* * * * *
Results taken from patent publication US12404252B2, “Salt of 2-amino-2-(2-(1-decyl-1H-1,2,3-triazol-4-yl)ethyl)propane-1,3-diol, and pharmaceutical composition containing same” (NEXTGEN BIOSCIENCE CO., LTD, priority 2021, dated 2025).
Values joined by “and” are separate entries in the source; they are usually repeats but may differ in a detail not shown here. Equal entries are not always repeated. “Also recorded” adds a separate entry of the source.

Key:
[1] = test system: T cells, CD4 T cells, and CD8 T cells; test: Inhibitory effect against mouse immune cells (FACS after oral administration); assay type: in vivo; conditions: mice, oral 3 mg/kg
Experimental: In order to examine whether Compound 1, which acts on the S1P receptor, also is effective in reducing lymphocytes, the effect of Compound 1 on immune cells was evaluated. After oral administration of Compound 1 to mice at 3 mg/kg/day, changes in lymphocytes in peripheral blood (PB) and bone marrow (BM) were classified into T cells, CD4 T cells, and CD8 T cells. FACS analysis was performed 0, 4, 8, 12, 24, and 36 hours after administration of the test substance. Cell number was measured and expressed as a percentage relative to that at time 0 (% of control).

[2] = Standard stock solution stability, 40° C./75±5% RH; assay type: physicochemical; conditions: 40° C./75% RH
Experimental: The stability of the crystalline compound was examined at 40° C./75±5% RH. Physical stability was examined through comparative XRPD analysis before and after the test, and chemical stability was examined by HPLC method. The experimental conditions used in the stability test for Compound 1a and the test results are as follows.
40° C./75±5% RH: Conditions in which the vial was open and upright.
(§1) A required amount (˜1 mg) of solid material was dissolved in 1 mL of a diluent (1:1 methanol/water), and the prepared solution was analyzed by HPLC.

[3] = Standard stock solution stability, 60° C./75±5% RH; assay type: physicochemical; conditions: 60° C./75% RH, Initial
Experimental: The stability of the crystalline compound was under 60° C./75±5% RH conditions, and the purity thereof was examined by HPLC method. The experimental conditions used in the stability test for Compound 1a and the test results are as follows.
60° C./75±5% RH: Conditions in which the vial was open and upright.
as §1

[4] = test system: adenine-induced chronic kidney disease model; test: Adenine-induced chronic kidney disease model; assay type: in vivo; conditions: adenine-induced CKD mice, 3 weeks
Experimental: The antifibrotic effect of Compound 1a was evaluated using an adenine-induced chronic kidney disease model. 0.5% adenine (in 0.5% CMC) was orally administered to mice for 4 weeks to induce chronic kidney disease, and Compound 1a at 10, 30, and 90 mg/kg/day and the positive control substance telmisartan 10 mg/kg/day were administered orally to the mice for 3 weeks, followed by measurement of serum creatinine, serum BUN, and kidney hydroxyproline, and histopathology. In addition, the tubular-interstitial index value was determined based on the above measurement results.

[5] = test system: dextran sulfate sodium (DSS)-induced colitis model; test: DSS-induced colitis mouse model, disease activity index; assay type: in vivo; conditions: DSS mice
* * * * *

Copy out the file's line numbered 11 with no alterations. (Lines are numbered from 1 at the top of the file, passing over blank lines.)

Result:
Experimental: The stability of the crystalline compound was under 60° C./75±5% RH conditions, and the purity thereof was examined by HPLC method. The experimental conditions used in the stability test for Compound 1a and the test results are as follows.